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Mike discusses the sometimes confusing type conversion with the + and unary operators

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Transcript from the "Type Conversion" Lesson

[00:00:00]
>> Mike North: So we've talked about the types of data, we've talked about the ways we can declare variables. And because Java Script's a dynamically typed language, it's not an untyped language, types exist. As in most dynamically typed languages things are converted as needed. So type conversion or type coercion, that is this phenomenon where the language tries to basically make sense of what you give it.

[00:00:27] So this one's pretty easy, 30 plus 7. There's no type conversion going on here. But if we were to do something like this, does anyone know what we might get?
>> Speaker 2: 44 of the string.
>> Mike North: Pardon?
>> Speaker 2: A string of 44. It would have been a number.
>> Mike North: You're, you are half right.

[00:00:46] Do you have a guess?
>> Speaker 3: It's not gonna be 377, is it?
>> Mike North: It's gonna be 377, awesome. Yeah, so you're, the half was basically whatever you use the addition operator. The plus operator, and there's a string involved. JavaScript will try to treat everything else as a string.

[00:01:06] Makes sense right? Not really. Do you have a question?
>> Speaker 3: Well, I was just gonna say, that plus always wants to concatenate right? But if you did a minus there it would do the math.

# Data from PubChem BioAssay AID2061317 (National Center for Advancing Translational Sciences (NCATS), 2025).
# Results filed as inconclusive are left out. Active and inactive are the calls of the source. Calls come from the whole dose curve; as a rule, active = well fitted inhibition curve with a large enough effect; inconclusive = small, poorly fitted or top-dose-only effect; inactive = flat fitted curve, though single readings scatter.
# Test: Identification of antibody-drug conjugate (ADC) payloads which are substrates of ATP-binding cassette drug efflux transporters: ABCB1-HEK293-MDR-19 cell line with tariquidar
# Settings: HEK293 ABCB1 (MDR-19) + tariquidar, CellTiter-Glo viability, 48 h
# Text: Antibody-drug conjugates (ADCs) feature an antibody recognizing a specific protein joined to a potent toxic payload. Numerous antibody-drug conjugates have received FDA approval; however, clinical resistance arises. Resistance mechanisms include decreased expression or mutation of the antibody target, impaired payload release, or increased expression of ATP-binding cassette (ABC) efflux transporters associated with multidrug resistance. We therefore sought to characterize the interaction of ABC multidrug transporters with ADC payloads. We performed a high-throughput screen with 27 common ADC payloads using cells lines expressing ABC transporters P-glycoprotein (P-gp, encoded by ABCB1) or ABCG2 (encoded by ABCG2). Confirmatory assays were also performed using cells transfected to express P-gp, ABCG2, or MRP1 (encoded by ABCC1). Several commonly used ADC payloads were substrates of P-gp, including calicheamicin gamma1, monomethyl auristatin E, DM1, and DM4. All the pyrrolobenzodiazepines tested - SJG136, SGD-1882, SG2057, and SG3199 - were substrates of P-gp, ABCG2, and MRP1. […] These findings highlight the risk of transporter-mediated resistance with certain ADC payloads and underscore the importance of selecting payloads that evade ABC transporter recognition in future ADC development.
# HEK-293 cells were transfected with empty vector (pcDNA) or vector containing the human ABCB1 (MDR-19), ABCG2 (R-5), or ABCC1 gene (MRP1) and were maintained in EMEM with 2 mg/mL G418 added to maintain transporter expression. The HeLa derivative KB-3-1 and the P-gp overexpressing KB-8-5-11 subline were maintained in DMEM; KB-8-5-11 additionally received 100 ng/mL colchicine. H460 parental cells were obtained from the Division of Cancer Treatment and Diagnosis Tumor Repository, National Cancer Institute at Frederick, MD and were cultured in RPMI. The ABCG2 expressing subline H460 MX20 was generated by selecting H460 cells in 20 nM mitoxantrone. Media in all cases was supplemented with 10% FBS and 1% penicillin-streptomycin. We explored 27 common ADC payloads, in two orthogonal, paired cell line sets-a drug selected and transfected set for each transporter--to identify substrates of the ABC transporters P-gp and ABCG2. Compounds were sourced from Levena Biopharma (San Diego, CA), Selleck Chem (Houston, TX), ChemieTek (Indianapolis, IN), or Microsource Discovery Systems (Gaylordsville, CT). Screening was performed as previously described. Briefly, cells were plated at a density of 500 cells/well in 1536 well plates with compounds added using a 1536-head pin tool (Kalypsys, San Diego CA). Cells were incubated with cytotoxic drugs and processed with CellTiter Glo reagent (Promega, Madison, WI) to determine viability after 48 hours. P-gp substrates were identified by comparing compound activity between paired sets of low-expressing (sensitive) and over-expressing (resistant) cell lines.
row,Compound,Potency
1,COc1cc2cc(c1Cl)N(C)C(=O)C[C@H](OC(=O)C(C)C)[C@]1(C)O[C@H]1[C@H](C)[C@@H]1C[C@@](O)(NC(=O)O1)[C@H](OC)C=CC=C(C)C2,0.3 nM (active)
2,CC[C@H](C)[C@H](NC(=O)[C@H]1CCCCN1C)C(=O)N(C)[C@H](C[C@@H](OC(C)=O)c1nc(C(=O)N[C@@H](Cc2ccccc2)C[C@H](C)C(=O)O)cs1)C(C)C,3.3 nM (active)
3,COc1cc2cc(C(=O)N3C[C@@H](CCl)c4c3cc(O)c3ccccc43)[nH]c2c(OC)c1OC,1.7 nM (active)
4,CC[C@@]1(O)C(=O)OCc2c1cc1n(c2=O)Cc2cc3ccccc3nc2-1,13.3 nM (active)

>> Mike North: That's true, have you seen this before?
>> Speaker 3: No, no, sorry, I wasn't cheating.

[00:01:22]
>> Mike North: [LAUGH] All right, how about this one? What's gonna happen here?
>> Speaker 2: Number 37.
>> Mike North: Number 37, so what we see here, this is a different operator. It's the third use of the plus sign. So we've got arithmetic, addition, right. We've got string concatenation. This is called the unary + operator.

[00:01:52] And it just tries to convert things into numbers, right. So the + operator here, when used with strings it tries it converts all other operands, the things that the operator is operating on, into strings. The unary plus operator tries to convert things to a number.
>> Mike North: Who's happy with this?

[00:02:13] There are no hands up in the room. This seems pretty confusing. This is like, people can be JavaScript programmers for years and years and years. And this kind of thing still snags them, particularly when you're dealing with the DOM. Has anyone ever gotten snagged by an input with a number in an input, and you kind of forget that these are always text values that come out.

[00:02:36] And now you're flip flopping between things. Not having types holds us back, so TypeScript aims to address some of this pain, right? To allow us to create JavaScript that doesn't fall into any of those unintuitive traps.